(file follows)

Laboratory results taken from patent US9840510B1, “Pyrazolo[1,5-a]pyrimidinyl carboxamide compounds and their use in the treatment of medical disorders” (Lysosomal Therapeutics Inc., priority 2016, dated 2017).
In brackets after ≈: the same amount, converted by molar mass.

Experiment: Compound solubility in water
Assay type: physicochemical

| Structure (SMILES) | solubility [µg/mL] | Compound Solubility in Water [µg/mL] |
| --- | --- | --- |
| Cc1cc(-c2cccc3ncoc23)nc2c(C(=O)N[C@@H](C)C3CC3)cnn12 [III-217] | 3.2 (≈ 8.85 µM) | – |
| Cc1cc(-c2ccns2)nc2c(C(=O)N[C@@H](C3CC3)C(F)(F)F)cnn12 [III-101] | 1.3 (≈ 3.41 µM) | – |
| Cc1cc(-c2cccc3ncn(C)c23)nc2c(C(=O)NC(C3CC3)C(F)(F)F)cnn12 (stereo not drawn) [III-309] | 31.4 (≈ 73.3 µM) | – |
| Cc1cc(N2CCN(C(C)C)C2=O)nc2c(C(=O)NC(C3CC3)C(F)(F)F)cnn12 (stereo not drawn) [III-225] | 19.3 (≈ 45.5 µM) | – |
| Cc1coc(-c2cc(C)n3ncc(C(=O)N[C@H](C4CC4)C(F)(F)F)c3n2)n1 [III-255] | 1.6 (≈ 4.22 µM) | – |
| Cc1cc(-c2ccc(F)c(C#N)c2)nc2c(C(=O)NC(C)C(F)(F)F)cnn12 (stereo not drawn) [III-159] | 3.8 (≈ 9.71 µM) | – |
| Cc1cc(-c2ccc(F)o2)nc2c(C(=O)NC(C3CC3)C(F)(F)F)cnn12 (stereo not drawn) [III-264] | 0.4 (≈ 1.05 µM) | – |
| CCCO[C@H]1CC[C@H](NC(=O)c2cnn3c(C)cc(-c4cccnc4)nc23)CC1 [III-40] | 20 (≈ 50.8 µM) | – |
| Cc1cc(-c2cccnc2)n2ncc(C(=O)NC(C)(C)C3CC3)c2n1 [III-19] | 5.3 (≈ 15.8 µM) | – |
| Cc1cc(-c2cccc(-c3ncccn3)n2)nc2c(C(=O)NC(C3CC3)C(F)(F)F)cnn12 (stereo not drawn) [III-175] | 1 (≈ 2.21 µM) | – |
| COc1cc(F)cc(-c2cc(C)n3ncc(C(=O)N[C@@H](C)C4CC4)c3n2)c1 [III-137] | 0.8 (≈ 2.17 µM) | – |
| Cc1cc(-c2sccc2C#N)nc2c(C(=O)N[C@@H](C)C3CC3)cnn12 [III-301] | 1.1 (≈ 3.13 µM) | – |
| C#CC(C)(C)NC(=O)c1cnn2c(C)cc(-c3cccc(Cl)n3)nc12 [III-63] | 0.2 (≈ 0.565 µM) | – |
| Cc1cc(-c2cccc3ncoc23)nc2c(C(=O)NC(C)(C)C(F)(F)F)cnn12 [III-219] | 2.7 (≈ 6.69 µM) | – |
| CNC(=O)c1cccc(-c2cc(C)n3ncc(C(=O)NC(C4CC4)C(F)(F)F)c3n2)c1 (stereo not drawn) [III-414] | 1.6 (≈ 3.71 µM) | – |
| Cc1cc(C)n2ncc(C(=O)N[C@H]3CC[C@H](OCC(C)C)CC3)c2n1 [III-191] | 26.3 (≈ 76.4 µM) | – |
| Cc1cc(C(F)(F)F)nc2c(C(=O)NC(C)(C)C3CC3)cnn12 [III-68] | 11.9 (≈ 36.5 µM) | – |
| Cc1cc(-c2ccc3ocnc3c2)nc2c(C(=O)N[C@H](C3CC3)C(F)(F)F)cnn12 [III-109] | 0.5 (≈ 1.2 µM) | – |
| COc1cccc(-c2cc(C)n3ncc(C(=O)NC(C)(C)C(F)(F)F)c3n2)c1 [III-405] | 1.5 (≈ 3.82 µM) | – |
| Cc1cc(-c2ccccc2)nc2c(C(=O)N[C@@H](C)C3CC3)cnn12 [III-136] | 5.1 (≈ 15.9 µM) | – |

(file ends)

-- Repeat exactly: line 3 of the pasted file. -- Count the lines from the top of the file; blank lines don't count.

Experiment: Compound solubility in water